I was spun around, and my uncle's face was three inches away from mine. He said "If I
ever see you do that again I'll beat you 'til you can't stand up, you hear?" And we heard.
I knew at the time that his anger had to do with the slaughter, that it was a ritual and it
was done as a Ritual. It was done swiftly, and there was no foolishness. No joking
around, very little conversation. People went about their jobs — men and women —
knowing exactly what to do. And always with respect for the animals that would become
our food. And our throwing stones at pigs violated this ceremony, and this ritual, which
they went through.
Rollie was the last o; ne to slaughter his own hogs. One year he had an accident; the
knife slipped, and an animal that was only wounded got loose and ran across the yard
before it fell. He never kept pigs after that. He didn't feel he was worthy of it.
It's all gone. Children growing up in Lake Wobegon will never have a chance to see
it.
It was a powerful experience, life and death hung in the balance.
A life in which people made do, made their own, lived off the land, lived between the
ground and God. It's lost, not only to this world: but also to memory.
— Garrison Keillor "Hog Slaughter"

Why should we study killing? One might just as readily ask, Why study sex? The two
questions have much in common. Richard Heckler points out that "it is in the mythological
marriage of Ares and Aphrodite that Harmonia is born." Peace will not come until we have
mastered both sex and war, and to master war we must study it with at least the diligence of
Kinsey or Masters and Johnson. Every society has a blind spot, an area into which it has great
difficulty looking. Today that blind spot is killing. A century ago it was sex.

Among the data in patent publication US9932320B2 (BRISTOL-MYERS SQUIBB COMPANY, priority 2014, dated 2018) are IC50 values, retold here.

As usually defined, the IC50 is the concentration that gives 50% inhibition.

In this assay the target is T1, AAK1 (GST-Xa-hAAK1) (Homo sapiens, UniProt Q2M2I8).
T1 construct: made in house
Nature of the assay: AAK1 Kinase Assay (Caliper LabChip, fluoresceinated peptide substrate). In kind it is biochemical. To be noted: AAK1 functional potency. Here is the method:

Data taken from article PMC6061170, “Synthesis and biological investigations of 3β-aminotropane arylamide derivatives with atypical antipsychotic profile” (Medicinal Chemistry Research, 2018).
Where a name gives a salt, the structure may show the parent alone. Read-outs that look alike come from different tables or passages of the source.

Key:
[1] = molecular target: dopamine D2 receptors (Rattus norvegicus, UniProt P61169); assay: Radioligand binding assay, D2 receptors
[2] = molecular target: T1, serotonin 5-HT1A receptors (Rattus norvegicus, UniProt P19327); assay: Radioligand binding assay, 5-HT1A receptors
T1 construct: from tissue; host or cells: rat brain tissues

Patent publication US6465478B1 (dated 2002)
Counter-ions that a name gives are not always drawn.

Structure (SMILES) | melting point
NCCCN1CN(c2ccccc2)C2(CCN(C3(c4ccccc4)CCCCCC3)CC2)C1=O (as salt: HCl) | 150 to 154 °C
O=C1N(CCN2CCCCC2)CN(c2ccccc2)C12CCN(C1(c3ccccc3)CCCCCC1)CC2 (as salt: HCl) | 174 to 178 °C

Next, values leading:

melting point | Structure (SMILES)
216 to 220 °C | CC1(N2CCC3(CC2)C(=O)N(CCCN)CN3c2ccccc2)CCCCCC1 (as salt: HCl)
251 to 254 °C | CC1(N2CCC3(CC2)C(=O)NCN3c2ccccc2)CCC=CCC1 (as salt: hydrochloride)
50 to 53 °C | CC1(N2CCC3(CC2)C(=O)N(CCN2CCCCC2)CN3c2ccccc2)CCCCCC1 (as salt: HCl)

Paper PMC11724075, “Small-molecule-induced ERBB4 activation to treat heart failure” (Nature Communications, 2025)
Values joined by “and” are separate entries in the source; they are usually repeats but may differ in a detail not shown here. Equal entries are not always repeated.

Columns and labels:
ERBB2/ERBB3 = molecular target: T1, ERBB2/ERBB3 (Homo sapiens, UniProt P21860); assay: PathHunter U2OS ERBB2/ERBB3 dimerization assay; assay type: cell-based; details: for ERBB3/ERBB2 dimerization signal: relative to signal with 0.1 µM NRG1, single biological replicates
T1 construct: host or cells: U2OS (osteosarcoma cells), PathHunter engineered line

For millennia man sheltered himself and his family in caves, or huts, or one-room hovels.
The whole extended family — grandparents, parents, and children — all huddled together
around the warmth of a single fire, within the protection of a single wall. And for thousands of
years sex between a husband and wife could generally only take place at night, in the darkness,
in this crowded central room.

I once interviewed a woman who grew up in an American Gypsy family, sleeping in a big
communal tent with aunts, uncles, grandparents, parents, cousins, brothers, and sisters all
around her. As a young child, sex was to her something funny, noisy, and slightly bothersome
that grown-ups did in the night.
In this environment there were no private bedrooms. Until very recently in human history, for
the average human being, there was no such luxury as a bedroom, or even a bed. Although by
today's sexual standards this situation may seem awkward, it was not without its advantages.
One advantage was that sexual abuse of children could not happen without at least the
knowledge and tacit consent of the entire family. Another, less obvious benefit of this age-old
living arrangement was that throughout the life cycle, from birth to death, sex was always before
you, and no one could deny that it was a vital, essential, and a not-too-mysterious aspect of
daily human existence.
And then, by the period that we know as the Victorian era, everything had changed.
Suddenly the average middle-class family lived in a multiroom dwelling. Children grew up
having never •witnessed the primal act. And suddenly sex became hidden, private, mysterious,
frightening, and dirty. The era of sexual repression in Western civilization had begun.